The city council announced on Tuesday that they will be going through “outdated and onerous laws” that have slapped small businesses with hefty fines, and will recommend that the Bloomberg administration change or remove them from the books, according to the New York Post.
Some of the more obscure laws that the council will take another look at are: requiring companies to put their business-license numbers on business cards and mandating large signs instructing customers to call 311 with complaints.
“We could fill up a wall with all the signage that’s required,” Robert Bookman, an attorney representing business owners, told the Post.
Bookman cited the story of an Upper West Side newsstand operator, who was recently fined for making the 311 sign too small – 8 1/2-by-11 inches instead of 11-by-17 inches.
Another issue they will look at are whether fines are too high. In July, Public Advocate Bill de Blasio charged that the city wasn’t complying with his request for information about the fines given to small businesses since 2002.
"We need answers about what this ‘fine-first, ask questions later’ enforcement is doing to our small businesses and their ability to survive in this economy,” de Blasio said in a written statement.
Alexander Hall, who owns Milk Bar, after an inspector found fruit flies from a box of tomatoes that had just arrived. (Note that the restaurant has received two A grades since.)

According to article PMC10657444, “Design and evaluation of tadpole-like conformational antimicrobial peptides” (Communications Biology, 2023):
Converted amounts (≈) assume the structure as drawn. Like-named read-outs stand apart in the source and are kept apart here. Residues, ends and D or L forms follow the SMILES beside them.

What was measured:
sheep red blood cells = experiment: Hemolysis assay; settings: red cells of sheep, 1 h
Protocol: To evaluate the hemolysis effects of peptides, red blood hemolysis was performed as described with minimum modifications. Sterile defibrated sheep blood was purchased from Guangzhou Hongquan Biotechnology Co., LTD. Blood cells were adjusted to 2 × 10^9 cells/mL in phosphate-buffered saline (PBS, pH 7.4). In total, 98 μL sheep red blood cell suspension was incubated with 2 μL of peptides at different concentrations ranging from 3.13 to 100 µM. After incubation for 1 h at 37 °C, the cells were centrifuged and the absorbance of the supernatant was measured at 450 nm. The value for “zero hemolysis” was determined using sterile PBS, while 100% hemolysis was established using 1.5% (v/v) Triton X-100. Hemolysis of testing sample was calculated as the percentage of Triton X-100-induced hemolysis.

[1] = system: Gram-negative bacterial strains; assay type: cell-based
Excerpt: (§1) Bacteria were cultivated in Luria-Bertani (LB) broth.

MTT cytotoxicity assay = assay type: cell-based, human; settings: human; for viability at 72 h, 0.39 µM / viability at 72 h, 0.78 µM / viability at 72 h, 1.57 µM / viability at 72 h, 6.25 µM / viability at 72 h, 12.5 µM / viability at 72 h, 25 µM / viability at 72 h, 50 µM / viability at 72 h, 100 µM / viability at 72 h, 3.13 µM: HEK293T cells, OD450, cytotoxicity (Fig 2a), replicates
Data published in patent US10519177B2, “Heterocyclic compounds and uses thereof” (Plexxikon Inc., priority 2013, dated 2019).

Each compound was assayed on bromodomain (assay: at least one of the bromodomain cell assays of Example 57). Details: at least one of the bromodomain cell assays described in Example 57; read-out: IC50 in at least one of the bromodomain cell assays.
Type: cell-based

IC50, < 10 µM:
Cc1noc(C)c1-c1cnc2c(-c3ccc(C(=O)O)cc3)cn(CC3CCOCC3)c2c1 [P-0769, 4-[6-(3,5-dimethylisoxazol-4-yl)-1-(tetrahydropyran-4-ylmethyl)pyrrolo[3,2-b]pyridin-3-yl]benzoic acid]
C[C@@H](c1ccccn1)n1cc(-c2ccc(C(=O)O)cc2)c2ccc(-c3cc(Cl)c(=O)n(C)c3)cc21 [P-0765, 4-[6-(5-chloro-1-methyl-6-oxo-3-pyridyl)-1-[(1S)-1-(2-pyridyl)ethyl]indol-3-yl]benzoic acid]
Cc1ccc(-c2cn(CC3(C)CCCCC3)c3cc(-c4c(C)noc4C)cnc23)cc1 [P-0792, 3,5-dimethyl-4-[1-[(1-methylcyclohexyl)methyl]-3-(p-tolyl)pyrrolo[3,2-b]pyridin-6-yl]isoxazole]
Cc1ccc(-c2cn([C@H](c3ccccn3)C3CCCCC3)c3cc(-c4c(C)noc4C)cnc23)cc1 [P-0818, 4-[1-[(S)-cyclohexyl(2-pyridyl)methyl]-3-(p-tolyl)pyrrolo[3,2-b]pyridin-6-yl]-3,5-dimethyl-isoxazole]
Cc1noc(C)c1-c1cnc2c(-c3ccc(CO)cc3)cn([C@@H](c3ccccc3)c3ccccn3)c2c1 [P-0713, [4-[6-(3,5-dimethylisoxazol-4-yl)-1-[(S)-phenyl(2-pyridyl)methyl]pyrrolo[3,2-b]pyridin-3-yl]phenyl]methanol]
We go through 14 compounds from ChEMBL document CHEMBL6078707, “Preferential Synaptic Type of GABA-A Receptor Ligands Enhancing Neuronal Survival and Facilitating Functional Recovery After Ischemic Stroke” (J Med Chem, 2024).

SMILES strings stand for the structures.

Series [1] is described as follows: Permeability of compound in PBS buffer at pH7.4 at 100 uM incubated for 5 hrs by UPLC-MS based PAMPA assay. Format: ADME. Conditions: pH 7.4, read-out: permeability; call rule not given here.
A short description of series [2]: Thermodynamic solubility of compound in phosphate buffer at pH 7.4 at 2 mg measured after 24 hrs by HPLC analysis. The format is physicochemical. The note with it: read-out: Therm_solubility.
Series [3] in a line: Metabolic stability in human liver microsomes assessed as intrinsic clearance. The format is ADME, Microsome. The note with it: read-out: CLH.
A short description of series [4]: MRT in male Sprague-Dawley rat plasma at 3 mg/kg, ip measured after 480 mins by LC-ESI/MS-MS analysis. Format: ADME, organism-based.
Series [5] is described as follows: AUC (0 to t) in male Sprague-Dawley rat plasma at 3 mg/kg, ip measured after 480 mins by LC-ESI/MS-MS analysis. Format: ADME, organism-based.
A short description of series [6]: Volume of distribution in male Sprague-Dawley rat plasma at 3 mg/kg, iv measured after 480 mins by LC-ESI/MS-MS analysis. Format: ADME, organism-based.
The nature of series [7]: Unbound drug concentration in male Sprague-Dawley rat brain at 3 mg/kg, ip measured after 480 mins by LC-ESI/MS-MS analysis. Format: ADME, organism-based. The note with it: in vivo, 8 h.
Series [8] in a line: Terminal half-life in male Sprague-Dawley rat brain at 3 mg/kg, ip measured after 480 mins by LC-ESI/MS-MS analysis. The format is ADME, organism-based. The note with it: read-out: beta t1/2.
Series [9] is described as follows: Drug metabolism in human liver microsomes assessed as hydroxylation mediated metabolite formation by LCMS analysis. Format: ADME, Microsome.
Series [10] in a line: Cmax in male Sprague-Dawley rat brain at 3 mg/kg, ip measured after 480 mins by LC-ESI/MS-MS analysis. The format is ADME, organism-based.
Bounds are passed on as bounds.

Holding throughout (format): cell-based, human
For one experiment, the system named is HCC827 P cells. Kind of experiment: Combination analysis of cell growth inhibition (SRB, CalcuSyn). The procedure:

His businesses are profitable enough that he could take the hit, but for some merchants such fines can be “crippling.”
“It’s heartbreaking for these businesses,” he said.
Hall, who also owns, Bluebird Coffee Shop on the Lower East Side and is in the process of opening a restaurant and cocktail bar on Washington Avenue, has been through his share of the city’s bureaucracy.
For example, in July city inspectors informed him he needed a permit for the outdoor seating his landlord had told him was legal. Since a permit would have to go through the Community Board, which doesn’t meet over the summer, the process could last into the fall.
“I scratched my head and said ‘Why is it a six-month process? So we’ve kind of given up on it,’” he said.